how many turns of adjustment on a 9er? - Wrist Twisters
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post #1 of 62 Old 02-02-2012, 09:26 AM Thread Starter
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how many turns of adjustment on a 9er?

So, I screwed up a wee bit with the fork upgrades. Can anyone tell me how many turns of adjustment they get on the rebound? Left side I get 1 turn, other side I get more than 4 turns.

If you are going to go check on your bike, be sure you count the number of turns to return it to its original setting

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post #2 of 62 Old 02-02-2012, 01:16 PM
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4 sounds about right, don't have 919 forks anymore but 4 turns fully open is more that enough for the needle to clear the path. Also all rebound adjustments are made from fully closed.
You figured out how to fix your problem, right? It's an easy fix.

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post #3 of 62 Old 02-02-2012, 02:02 PM
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Quote:
Originally Posted by beefsalad View Post
So, I screwed up a wee bit with the fork upgrades. Can anyone tell me how many turns of adjustment they get on the rebound? Left side I get 1 turn, other side I get more than 4 turns.

If you are going to go check on your bike, be sure you count the number of turns to return it to its original setting
1 is not enough.
4 is excessive.
3 is a good number, a bit more or a bit less is OK.
You'll never ride it with more than 2 turns out from full hard.
It should be in the 1-3/8 to 1-3/4 zone, and 1-3/8 is the ragged edge of Firm with 0.925 springs and 14 mm of internal preload. Softer and/or less preload will impact the ideal setting, but the change in setting could be very minute, if even detectable, within the band of spring rates and internal preloads that any 919 is going to have in it.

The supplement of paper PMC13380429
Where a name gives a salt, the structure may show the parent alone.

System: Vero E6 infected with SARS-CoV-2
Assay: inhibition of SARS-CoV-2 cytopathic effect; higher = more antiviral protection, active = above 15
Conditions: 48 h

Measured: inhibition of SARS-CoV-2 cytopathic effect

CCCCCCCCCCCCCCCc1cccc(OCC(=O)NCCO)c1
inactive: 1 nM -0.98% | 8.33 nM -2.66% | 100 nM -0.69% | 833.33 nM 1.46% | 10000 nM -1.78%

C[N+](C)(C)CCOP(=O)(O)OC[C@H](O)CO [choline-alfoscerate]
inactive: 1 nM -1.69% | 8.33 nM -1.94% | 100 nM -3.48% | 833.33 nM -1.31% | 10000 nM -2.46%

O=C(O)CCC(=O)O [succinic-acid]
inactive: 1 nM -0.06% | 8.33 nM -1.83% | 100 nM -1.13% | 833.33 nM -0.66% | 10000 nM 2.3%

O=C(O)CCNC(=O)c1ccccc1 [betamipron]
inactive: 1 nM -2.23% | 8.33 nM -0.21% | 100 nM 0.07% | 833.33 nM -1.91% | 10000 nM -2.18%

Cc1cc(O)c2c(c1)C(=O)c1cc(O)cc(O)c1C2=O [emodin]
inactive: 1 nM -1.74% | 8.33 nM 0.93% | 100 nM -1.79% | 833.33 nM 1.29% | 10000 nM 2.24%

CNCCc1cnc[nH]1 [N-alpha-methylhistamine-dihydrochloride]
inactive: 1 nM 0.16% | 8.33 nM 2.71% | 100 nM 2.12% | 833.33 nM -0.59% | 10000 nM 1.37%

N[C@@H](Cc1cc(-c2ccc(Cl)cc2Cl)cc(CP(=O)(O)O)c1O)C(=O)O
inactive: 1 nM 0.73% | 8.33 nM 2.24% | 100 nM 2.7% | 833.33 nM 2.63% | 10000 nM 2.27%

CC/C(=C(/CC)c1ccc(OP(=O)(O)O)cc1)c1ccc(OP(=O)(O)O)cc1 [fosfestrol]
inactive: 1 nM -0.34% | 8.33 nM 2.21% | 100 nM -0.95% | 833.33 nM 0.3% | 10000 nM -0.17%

Forgot to add in, the 1-3/8 above is in terms of RaceTech US1 oil which is a light 2.5/5 W oil. The use of 10W as needed for stock cartridge valves and shims, will mean a bit more needle opening will be needed to get the same rate of bleed during low speed rebound. If using 10W oil, make any changes from 2 turns initial in 1/8th increments.

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post #4 of 62 Old 02-02-2012, 02:15 PM Thread Starter
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Quote:
Originally Posted by zaq123 View Post
4 sounds about right, don't have 919 forks anymore but 4 turns fully open is more that enough for the needle to clear the path. Also all rebound adjustments are made from fully closed.
You figured out how to fix your problem, right? It's an easy fix.
Yeah, I just wanted to know if I needed to go into both forks, or just one...I'll have to mess with it when I get home and see if "the other" ever bottoms out...I really didn't want to get back into them but ehh...whatever!

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post #5 of 62 Old 02-02-2012, 03:02 PM
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it's simple, no need to remove them from the triple. Just remove front wheel, take top caps/preload/rebound assemblies off and yes, both of them. Make sure they both match to each other before installing (preload full out and rebound needle full open (out). Make sure damper rod nut is set at the same distance on both forks measured from the top of the rod threads to the nut. Once you verified it's the same put cap/rebound needle assembly on and tighten it by hand until it hits the nut (without moving the nut of of position). Once there, snug it with 2 wrenches against each other. All done.

I also like to match position of everything on both forks: Once you bolt caps back on (with preload and rebound still beeing all out), you will notice that preload head and rebound marks are located at different angles from each other.
Let's say your left fork has preload head at 2 o'clock position. Loosen right triple and rotate fork tube until right preload head at 2 o'clock as well.
It's not necessary but I'm weird that way.

BTW, did you have rebound all the way out during assembly or preload adjustment? If no, inspect your rebound needle and the o-ring(where rebound adjuster inserted into preload adjuster) for any damage.

Alway have your rebound fully open when doing preload and make sure you don't force it in or out. Once sag is set, dial in the rebound where you like it the best. Starting point usually 1-3/4 turns out of fully closed (out of fully turned in).

have fun

PS. use wire or something to keep damper rods from falling back into forks until you put caps back on